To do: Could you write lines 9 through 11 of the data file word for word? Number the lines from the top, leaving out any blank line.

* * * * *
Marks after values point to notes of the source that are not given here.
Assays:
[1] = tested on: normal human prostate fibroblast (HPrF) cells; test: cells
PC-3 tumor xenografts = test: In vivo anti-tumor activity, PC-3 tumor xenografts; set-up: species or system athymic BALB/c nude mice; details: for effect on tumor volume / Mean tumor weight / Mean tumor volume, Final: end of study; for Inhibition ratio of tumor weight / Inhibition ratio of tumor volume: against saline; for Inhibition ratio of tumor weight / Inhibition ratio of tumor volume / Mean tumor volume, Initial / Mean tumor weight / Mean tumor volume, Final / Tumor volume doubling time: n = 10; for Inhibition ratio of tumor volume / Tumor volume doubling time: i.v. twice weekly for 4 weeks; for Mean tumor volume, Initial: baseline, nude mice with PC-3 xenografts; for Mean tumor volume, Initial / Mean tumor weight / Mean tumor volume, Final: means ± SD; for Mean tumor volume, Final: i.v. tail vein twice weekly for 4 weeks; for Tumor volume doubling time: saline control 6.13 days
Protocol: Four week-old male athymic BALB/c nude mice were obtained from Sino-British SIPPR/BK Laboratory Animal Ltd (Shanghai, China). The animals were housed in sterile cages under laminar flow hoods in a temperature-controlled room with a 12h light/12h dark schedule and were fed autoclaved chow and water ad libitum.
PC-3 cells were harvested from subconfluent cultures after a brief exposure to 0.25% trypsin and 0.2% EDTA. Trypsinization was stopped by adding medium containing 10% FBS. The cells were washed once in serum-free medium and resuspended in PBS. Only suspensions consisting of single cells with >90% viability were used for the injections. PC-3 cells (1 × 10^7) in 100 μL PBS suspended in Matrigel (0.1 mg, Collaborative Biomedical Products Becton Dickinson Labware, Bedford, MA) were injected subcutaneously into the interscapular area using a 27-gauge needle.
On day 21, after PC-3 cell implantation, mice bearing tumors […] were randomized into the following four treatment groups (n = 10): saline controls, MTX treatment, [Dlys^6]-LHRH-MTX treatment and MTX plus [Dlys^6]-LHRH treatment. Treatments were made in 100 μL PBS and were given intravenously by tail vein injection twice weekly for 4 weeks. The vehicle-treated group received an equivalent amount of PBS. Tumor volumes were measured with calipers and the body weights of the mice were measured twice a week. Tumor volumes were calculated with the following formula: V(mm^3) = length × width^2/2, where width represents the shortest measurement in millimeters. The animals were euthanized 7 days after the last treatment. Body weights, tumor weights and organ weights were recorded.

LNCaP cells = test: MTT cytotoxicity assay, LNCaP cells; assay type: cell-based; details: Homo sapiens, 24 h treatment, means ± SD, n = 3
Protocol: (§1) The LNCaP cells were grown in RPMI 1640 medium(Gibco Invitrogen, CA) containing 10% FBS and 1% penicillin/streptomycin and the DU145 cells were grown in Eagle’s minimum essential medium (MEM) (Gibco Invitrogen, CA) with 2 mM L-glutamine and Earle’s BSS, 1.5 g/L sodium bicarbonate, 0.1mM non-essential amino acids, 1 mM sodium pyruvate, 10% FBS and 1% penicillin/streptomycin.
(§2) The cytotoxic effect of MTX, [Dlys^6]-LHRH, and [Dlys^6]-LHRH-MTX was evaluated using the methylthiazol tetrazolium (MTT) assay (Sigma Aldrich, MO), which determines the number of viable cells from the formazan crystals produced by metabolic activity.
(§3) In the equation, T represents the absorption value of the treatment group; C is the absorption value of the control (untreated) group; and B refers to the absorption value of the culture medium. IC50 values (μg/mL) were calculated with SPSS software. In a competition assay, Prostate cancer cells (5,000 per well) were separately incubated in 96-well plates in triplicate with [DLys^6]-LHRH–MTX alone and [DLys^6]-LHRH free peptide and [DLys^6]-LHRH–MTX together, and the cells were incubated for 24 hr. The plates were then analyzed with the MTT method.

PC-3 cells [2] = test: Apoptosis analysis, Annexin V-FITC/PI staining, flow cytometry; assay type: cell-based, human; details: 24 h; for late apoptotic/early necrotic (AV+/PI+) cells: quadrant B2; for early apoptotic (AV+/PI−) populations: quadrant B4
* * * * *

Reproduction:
Protocol: (§1) The LNCaP cells were grown in RPMI 1640 medium(Gibco Invitrogen, CA) containing 10% FBS and 1% penicillin/streptomycin and the DU145 cells were grown in Eagle’s minimum essential medium (MEM) (Gibco Invitrogen, CA) with 2 mM L-glutamine and Earle’s BSS, 1.5 g/L sodium bicarbonate, 0.1mM non-essential amino acids, 1 mM sodium pyruvate, 10% FBS and 1% penicillin/streptomycin.
(§2) The cytotoxic effect of MTX, [Dlys^6]-LHRH, and [Dlys^6]-LHRH-MTX was evaluated using the methylthiazol tetrazolium (MTT) assay (Sigma Aldrich, MO), which determines the number of viable cells from the formazan crystals produced by metabolic activity.
(§3) In the equation, T represents the absorption value of the treatment group; C is the absorption value of the control (untreated) group; and B refers to the absorption value of the culture medium. IC50 values (μg/mL) were calculated with SPSS software. In a competition assay, Prostate cancer cells (5,000 per well) were separately incubated in 96-well plates in triplicate with [DLys^6]-LHRH–MTX alone and [DLys^6]-LHRH free peptide and [DLys^6]-LHRH–MTX together, and the cells were incubated for 24 hr. The plates were then analyzed with the MTT method.